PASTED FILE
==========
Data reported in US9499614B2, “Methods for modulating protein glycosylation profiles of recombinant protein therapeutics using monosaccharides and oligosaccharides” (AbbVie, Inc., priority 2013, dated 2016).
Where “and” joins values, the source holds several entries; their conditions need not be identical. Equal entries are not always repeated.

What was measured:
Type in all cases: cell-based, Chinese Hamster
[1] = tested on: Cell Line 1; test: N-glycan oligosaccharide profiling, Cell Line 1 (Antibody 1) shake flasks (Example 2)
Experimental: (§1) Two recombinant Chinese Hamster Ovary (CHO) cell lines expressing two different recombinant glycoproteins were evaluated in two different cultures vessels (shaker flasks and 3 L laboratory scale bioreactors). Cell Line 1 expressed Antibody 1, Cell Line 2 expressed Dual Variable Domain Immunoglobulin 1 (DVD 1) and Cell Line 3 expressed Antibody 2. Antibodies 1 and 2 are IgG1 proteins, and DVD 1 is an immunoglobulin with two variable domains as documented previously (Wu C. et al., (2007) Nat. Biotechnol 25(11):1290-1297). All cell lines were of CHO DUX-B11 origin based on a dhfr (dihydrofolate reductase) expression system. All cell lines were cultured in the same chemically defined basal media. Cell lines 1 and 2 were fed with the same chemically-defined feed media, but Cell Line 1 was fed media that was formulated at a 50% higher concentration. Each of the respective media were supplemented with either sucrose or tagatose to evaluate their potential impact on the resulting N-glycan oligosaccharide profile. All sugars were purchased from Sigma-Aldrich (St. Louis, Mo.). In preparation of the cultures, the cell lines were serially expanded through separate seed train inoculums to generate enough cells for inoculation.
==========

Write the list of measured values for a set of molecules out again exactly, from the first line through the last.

Data reported in US9499614B2, “Methods for modulating protein glycosylation profiles of recombinant protein therapeutics using monosaccharides and oligosaccharides” (AbbVie, Inc., priority 2013, dated 2016).
Where “and” joins values, the source holds several entries; their conditions need not be identical. Equal entries are not always repeated.

What was measured:
Type in all cases: cell-based, Chinese Hamster
[1] = tested on: Cell Line 1; test: N-glycan oligosaccharide profiling, Cell Line 1 (Antibody 1) shake flasks (Example 2)
Experimental: (§1) Two recombinant Chinese Hamster Ovary (CHO) cell lines expressing two different recombinant glycoproteins were evaluated in two different cultures vessels (shaker flasks and 3 L laboratory scale bioreactors). Cell Line 1 expressed Antibody 1, Cell Line 2 expressed Dual Variable Domain Immunoglobulin 1 (DVD 1) and Cell Line 3 expressed Antibody 2. Antibodies 1 and 2 are IgG1 proteins, and DVD 1 is an immunoglobulin with two variable domains as documented previously (Wu C. et al., (2007) Nat. Biotechnol 25(11):1290-1297). All cell lines were of CHO DUX-B11 origin based on a dhfr (dihydrofolate reductase) expression system. All cell lines were cultured in the same chemically defined basal media. Cell lines 1 and 2 were fed with the same chemically-defined feed media, but Cell Line 1 was fed media that was formulated at a 50% higher concentration. Each of the respective media were supplemented with either sucrose or tagatose to evaluate their potential impact on the resulting N-glycan oligosaccharide profile. All sugars were purchased from Sigma-Aldrich (St. Louis, Mo.). In preparation of the cultures, the cell lines were serially expanded through separate seed train inoculums to generate enough cells for inoculation.